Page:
Suffolk. Complaint received and sworn to in the Municipal Court of the West Roxbury District on July 6, 1976. On appeal to the Superior Court, the case was tried before Donohue, J., a District Court Judge sitting under statutory authority.
Hale, C.j., Grant, & Armstrong, JJ.
Trespass. Real Property, Trespass.
The opinion of the court was delivered by: Hale
Where a stadium was enclosed by high walls and a locked gate, there was a direct prohibition against entry within the meaning of G. L. c. 266, § 120; a motion for a directed verdict on a complaint charging criminal trespass, grounded on failure of the Commonwealth to adduce evidence that the defendant had been forbidden directly or by posted notice to enter the stadium, thus was properly denied. [107-108]
After a jury trial in the Superior Court a juvenile was found to be delinquent by reason of a trespass. G. L. c. 266, § 120. *fn1 The case is before us on a bill of exceptions which informs us that on July 4, 1976, at 8:39 P.M., in response to a radio call, Officer Kelley of the Boston police department and his partner went to White Stadium. The stadium was enclosed by a locked gate and cement bleachers ranging in height from eight to forty feet. There was no event in progress, and the stadium was unlighted. As he approached the stadium Kelley observed three youths inside driving a tractor type lawn mower in an erratic manner. No one else was observed in the area of the stadium. The youths fled as Kelley climbed over a gate to gain entry into the stadium. There were no signs posted prohibiting entry. At the Conclusion of the trial the juvenile filed a motion for a directed verdict, which was denied.
The sole issue now argued is whether the Commonwealth failed to adduce any evidence that the juvenile had been forbidden directly or by posted notice to enter or remain in the stadium. As there was no posted notice and no evidence that the juvenile had been orally forbidden entrance by any person, the only question before us is whether the locked gate falls within the "forbidden . . . directly" language of § 120.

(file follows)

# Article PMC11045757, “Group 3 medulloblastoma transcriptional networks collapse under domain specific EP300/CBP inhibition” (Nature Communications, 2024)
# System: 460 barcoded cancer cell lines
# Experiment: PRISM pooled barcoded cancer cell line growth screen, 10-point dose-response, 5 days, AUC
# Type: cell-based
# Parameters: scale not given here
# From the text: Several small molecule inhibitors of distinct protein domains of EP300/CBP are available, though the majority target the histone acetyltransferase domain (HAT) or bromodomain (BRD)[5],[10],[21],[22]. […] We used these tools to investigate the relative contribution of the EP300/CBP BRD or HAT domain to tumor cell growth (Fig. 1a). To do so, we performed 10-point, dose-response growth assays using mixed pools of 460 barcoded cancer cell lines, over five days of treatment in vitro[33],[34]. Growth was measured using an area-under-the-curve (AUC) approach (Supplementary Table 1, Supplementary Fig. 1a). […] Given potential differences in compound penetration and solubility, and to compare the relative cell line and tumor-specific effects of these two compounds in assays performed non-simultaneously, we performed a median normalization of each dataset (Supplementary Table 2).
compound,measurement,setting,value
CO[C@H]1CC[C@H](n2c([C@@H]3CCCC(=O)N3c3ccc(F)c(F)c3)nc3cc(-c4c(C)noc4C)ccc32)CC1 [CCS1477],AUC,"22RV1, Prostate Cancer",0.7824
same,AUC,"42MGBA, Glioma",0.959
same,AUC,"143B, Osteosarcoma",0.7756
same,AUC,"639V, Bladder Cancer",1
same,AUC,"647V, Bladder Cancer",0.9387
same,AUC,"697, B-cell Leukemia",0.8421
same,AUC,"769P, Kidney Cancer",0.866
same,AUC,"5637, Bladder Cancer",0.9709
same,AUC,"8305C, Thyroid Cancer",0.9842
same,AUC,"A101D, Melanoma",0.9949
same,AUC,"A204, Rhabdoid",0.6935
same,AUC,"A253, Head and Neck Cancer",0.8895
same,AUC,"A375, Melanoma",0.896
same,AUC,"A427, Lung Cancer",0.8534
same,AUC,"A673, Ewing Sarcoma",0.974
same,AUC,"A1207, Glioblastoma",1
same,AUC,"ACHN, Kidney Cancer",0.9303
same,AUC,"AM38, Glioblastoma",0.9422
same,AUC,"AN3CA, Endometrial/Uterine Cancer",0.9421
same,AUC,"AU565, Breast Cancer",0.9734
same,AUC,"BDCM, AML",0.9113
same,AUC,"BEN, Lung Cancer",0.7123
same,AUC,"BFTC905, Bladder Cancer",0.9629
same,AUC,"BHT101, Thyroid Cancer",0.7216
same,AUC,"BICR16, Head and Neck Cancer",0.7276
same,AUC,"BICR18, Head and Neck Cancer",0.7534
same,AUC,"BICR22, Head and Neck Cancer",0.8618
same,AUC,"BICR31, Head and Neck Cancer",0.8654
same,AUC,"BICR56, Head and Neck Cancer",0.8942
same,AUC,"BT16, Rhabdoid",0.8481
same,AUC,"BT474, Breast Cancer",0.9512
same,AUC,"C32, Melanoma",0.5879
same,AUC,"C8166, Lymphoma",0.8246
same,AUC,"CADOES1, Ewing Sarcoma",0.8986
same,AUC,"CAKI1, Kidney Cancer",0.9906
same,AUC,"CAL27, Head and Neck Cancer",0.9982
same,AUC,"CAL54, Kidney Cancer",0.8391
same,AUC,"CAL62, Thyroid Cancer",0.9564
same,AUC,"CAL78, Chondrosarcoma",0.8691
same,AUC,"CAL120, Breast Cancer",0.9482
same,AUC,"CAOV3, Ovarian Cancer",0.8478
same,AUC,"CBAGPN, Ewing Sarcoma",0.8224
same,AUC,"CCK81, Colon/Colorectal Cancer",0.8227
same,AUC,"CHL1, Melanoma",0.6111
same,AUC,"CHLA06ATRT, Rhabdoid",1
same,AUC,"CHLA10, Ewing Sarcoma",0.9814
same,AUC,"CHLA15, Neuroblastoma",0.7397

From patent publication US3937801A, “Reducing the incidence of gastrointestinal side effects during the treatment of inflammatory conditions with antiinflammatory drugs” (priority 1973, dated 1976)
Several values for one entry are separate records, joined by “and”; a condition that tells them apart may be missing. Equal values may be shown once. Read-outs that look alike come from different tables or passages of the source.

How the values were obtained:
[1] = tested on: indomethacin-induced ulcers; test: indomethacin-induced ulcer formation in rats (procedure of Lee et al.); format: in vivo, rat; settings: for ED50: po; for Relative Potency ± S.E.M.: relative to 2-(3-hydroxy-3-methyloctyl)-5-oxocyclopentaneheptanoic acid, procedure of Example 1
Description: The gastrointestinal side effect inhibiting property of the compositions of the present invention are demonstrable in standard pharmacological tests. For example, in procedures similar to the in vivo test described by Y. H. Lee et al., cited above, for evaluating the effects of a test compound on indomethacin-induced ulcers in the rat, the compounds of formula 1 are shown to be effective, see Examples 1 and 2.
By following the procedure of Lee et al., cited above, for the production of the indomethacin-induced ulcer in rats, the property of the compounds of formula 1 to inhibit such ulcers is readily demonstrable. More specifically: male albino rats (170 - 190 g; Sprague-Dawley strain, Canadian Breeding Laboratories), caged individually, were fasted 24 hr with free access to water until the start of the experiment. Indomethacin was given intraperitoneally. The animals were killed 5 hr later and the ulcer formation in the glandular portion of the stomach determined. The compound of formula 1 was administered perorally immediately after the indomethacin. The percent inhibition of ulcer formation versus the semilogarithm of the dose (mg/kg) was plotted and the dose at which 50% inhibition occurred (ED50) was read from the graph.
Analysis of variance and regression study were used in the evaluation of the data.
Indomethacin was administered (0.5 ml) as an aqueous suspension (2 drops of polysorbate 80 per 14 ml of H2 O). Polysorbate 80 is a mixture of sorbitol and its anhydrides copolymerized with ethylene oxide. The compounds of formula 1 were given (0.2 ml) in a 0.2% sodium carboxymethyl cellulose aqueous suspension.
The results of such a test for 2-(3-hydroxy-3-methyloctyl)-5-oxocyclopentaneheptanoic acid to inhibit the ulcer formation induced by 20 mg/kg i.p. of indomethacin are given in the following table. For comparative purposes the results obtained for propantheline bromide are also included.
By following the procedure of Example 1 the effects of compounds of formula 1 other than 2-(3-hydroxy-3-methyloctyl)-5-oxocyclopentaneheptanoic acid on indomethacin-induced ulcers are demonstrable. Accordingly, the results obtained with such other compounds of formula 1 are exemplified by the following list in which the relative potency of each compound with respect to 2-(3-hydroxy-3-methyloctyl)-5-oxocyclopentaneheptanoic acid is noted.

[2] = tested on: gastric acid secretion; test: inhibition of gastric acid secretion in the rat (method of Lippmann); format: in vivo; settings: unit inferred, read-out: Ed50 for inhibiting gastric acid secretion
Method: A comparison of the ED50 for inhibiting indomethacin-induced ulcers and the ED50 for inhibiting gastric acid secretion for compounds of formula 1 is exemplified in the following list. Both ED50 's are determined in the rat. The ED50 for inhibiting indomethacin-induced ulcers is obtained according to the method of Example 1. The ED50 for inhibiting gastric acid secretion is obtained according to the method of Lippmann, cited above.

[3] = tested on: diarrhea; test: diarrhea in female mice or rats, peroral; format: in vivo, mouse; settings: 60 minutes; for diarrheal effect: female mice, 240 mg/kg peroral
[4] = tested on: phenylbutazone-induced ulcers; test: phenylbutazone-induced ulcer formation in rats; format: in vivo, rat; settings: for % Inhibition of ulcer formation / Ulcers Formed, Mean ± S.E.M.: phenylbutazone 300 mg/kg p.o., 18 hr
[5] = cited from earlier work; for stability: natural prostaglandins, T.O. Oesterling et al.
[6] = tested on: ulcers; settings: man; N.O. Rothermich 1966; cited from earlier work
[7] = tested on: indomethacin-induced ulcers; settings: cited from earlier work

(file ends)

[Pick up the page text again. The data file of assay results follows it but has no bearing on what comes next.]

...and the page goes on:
The juvenile contends that absent a posted notice, his motion should have been allowed. He bases his argument on Smith v. Lowell, 139 Mass. 336 (1885), Fitzgerald v. Lewis, 164 Mass. 495 (1895), and Commonwealth v. Richardson, 313 Mass. 632 (1943), but those cases afford him no assistance, as each is distinguishable on its facts. Also distinguishable is the recent decision of this court in Commonwealth v. Einarson, post 833 (1978). In Commonwealth v. Richardson, a conviction for trespass was reversed on the basis of an implied invitation. In Fitzgerald v. Lewis the questions were as to control and the sufficiency of posted notices, neither of which is raised in the present case. In Smith v. Lowell the only issue relevant to the subject of trespass was the sufficiency of the posted notices. In Commonwealth v. Einarson the park or playground had an unsecured entrance, unlike the locked gate in the present case. We agree with the juvenile that Commonwealth v. Egleson, 355 Mass. 259, cert. denied 395 U.S. 336 (1969), is not controlling, for in that case the defendant had refused to leave after being requested to do so.
No case has been called to our attention, nor have we found any, which sheds any light on the situation disclosed by the evidence in this case. We therefore look to the plain language of G. L. c. 266, § 120, and focus our attention on the controlling word "directly." We are of the opinion that "directly" as it appears in the statute does not require a person having control of unposted premises to be on those premises at all times of the day or night to ward off intruders. Rather, he may directly forbid entry to the premises by securing them with fences or walls and locked gates or doors. We are not called upon to decide the point at which the physical security of an area may be so low as to require posted or verbal prohibitions against trespass, as we have no doubt that where, as here, the property is enclosed by stadium walls ranging in height from eight to forty feet and its regular entrance secured by a locked gate high enough to require a police officer to climb over it in order to gain entrance, there exists all that is necessary to constitute a direct prohibition against entry.
Our Conclusion on this point makes it unnecessary to consider the juvenile's remaining argument.